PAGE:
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Physiological and Biochemical Mechanisms of Phenazine-Mediated Survival in Pseudomonas aeruginosa


Glasser, Nathaniel Robert (2017) Physiological and Biochemical Mechanisms of Phenazine-Mediated Survival in Pseudomonas aeruginosa. Dissertation (Ph.D.), California Institute of Technology. doi:10.7907/Z9SN070S.


The opportunistic pathogen Pseudomonas aeruginosa secretes a class of colorful redox-active small molecules known as phenazines. Numerous functions have been proposed for phenazines, including antibiotic activity, virulence, cell-to-cell signaling, iron acquisition, and survival. This thesis delves into mechanisms of the latter role, that of long-term survival under oxidant-limiting conditions. Using a diverse array of methods, I investigated how phenazines support survival and how cells transfer electrons to phenazines, as well as the downstream effects that phenazines have on P. aeruginosa.

Direct measurements of NAD(H), ATP, the membrane potential, and fermentation products revealed that phenazines promote redox homeostasis and subsequently ATP synthesis. The ATP is used to maintain a membrane potential through the reverse action of the ATP synthase complex. Even though P. aeruginosa does not ferment on sugars, phenazines enable the anaerobic oxidation of glucose to acetate, suggesting P. aeruginosa may have previously under-appreciated metabolic flexibility in the absence of terminal electron acceptors. Activity assays with proteins purified natively from P. aeruginosa showed that glucose oxidation might be enabled in vivo by the pyruvate dehydrogenase complex, which can directly reduce phenazines using pyruvate as an electron donor. Liquid chromatography and mass spectrometry of culture supernatants showed that phenazines alter the chain length distribution of secreted quinolones, which may have indirect downstream signaling effects. Based on this result, combined with data from survival experiments, I hypothesize that phenazine-mediated redox homeostasis promotes β-oxidation and that fatty acid metabolism contributes to long-term survival. Further analysis also showed that P. aeruginosa cultures contain several previously-unreported sulfonated phenazines. In its natural environment, P. aeruginosa undoubtedly encounters other microbial species that consume or modify its phenazines. At least one of these, a Mycobacterium, contains a pyocyanin demethylating enzyme. The X-ray crystal structure of this protein revealed a novel reaction mechanism wherein the substrate is its own electron acceptor. Together, this work illuminates some of the many ways phenazines shape microbial communities in both clinical and environmental contexts.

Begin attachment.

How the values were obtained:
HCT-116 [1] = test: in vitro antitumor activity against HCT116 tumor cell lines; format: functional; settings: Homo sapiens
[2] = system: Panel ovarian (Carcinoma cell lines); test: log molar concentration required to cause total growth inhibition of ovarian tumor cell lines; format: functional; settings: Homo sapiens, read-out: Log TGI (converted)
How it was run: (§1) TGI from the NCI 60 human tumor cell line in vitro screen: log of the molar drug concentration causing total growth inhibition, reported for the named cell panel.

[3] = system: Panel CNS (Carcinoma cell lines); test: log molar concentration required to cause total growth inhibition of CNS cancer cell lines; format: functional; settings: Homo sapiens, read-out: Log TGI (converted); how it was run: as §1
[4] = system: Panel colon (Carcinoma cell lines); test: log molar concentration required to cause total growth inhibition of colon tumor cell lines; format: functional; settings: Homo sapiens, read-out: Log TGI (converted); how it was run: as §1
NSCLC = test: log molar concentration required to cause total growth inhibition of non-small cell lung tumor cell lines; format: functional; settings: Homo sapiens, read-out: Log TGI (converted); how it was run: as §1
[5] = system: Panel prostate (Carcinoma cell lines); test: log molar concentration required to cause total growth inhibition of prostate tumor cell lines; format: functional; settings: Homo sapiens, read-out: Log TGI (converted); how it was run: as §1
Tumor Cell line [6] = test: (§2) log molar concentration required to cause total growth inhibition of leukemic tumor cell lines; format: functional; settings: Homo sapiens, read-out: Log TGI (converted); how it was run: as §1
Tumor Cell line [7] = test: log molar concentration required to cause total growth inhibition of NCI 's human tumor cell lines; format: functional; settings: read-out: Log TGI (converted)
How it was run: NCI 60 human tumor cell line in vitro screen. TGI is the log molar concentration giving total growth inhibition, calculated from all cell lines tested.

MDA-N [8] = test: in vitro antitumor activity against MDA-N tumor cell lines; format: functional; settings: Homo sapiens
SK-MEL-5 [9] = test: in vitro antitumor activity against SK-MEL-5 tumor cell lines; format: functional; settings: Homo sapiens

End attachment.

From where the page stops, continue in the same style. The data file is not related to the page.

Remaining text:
Item Type:Thesis (Dissertation (Ph.D.))
Subject Keywords:Pseudomonas aeruginosa; phenazines; pyocyanin; redox homeostasis; metabolomics; crystallography; anaerobic
Degree Grantor:California Institute of Technology
Division:Chemistry and Chemical Engineering
Major Option:Biochemistry and Molecular Biophysics
Thesis Availability:Public (worldwide access)
Research Advisor(s):
  • Newman, Dianne K.
Thesis Committee:
  • Mazmanian, Sarkis K. (chair)
  • Rees, Douglas C.
  • Leadbetter, Jared R.
  • Newman, Dianne K.
Defense Date:26 April 2017
Non-Caltech Author Email:nateglasser (AT)
Funding AgencyGrant Number
NSF Graduate Research Fellowship1144469
Record Number:CaltechTHESIS:05312017-133325449
Persistent URL:
Related URLs:
URLURL TypeDescription adapted for Chapter 3 adapted for Chapter 4 adapted for Chapter 6
Glasser, Nathaniel Robert0000-0002-2833-5166
Default Usage Policy:No commercial reproduction, distribution, display or performance rights in this work are provided.
ID Code:10230
Deposited By: Nathaniel Glasser
Deposited On:09 Jun 2017 21:09
Last Modified:08 Nov 2023 00:46

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